A trip to Spain is incomplete without having Jamón, which is the Spanish dry-cured ham. You can just see them everywhere- bars, restaurants and markets. They look a bit like the Chinese version on the outside but while we cook ours, the Spanish do not. They love pairing it with melon which is sweet and moist.
In the famous Boqueria Market in Barcelona, I was curious to see the large price differences among all the Jamón, which ranged from Euro 35/kg to Euro176.60/kg. I decided to do a taste test between the most expensive Jamón, Jamón Ibérico de Bellota , and the cheapest one, Jamón Serrano Bodega.
Sample 1 (photo above):
The meat was dark red and beautifully marbled with fat, with a subtle golden colour. It was moist and smooth in the mouth. The fat was soft and rich in flavour with a hint of sweetness. It felt like it melted in my mouth! It was not too salty which was fantastic! Amazing!
Sample 2 (photo above):
It was relatively light red in colour and was less marbled with fat. It had a slightly tougher texture than Sample 1 and it was more chewy. Its taste was a little similar to the processed English ham or normal meat.
Which one do I prefer?
I do not mind having Sample 2 if I was never given Sample 1. However, Sample 1 had an amazing flavour was quite unforgettable.
However, my mom said she actually preferred Sample 2 as it had a more ‘familiar’ taste!
Ibérico are the original swine of Spain. They are known as ‘Black foot pigs’ in UK because of their black hooves. Actually they have a black body as well and do not have much hair. They are big with slender legs and a very long snout. They have a high a level of fat and have veins of fat running through their muscles. One of my favourite dishes at Dinner by Heston is the pork chop made from this pig.
Bellota means acorn. According to Jamon.com, Jamón Ibérico de Bellota are made from ‘lucky’ Ibérico pigs which spend most of their time wandering around the pastures in the dehesa (oak tree), foraging their beloved acorns, which are full of antioxidants, as well as herbs and grasses. They are happy pigs. Each pig can eat 10kg of acorns (and gain 2 pounds of fat) a day!
Jamón Ibérico (Jamón made from Ibérico pigs not fed mainly acorn diet) is made by packing the fatty legs in sea salt for a few weeks and hanging them dry in cool mountain air for about two years. Jamón Ibérico de Bellota usually have an even longer curing period. The antioxidant diet led to huge amount of fat on each ham. Over the curing period, they lose nearly half their weight as the fat drips away. The salted ham starts to sweat as the season changes and the weather gets warmer each year, the meat becomes dryer and cools off again in winter. This cycles takes place two to three times. The fats are broken down gradually and the flavour develops through time. Apparently, the saturated fats are changed into mono-saturated fats high in oleic acid and is only second to olive oil in terms of high oleic acid content. Wow!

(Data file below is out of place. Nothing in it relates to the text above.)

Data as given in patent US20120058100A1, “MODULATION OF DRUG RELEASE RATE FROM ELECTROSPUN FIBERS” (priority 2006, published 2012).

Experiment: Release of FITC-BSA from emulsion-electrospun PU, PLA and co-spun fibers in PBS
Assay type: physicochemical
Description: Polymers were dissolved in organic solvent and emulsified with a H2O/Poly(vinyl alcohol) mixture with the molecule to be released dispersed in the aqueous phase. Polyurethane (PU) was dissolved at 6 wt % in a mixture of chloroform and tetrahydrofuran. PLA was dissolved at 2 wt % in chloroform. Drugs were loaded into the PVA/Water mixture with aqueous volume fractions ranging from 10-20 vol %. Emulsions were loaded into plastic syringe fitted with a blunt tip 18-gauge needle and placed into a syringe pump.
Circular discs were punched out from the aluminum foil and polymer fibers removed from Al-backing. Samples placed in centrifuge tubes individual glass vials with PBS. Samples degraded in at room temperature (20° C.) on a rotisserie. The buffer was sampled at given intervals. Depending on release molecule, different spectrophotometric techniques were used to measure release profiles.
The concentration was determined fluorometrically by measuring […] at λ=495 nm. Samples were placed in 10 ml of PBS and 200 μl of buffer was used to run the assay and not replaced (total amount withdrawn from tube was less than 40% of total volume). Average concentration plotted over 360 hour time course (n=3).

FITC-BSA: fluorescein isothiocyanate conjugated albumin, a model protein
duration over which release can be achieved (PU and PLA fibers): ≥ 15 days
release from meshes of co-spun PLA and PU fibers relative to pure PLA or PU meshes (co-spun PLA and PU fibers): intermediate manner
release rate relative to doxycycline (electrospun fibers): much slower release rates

Serrano was derived from the word ‘Sierra’, which means ‘Mountain’. According to Jamon.com, traditionally, fresh hams are cured in mountainous areas with moderate climates that are warm and dry in summer and cold in winter. The hams are first covered in sea salt which was washed off after a few days. The hams are then hung in curing sheds, where they are dry-cured by mountain air. Unlike Jamón Ibérico de Bellota, Jamón Serrano only take 1 year to cure and most of them are produced by artificially replicating traditional methods with modern technology.
The European Union protects the process of Jamón Serrano production thanks with certification T.S.G. (Traditional Specialty Guaranteed). This protects the authentic taste of Jamón Serrano and insures to the consumers that it refers to a historical, authentic and genuine product. In 1990 the Consorcio del Jamón Serrano Español was established to bring together Spain’s principal producers/exporters of Serrano ham. Inspectors of the Consorcio ensure that the private standards (see below) of the Association are properly applied.
•T.S.G. Serrano ham certification
•Production in Spain
•Average 12 months air dry cured (minimum 252 days)
•Minimum fat cover of 1 cm.
•Must have a 34% decrease from its fresh weight
•Each piece must pass individual sensory inspection
•It must be produced by firms that pass the quality audits that are periodically performed by the Consorcio
Were Jamón Ibérico de Bellota 5 times more than tastier than Jamón Serrano Bodega, just like their price?
I do not think so but the former did taste better. Considering it is unlikely for me to eat a kilo of Jamón in one go (thus paying for an extra Euro141.60 for that), I am happy to a modest premium of Euro14.16 for 100g of indulgence!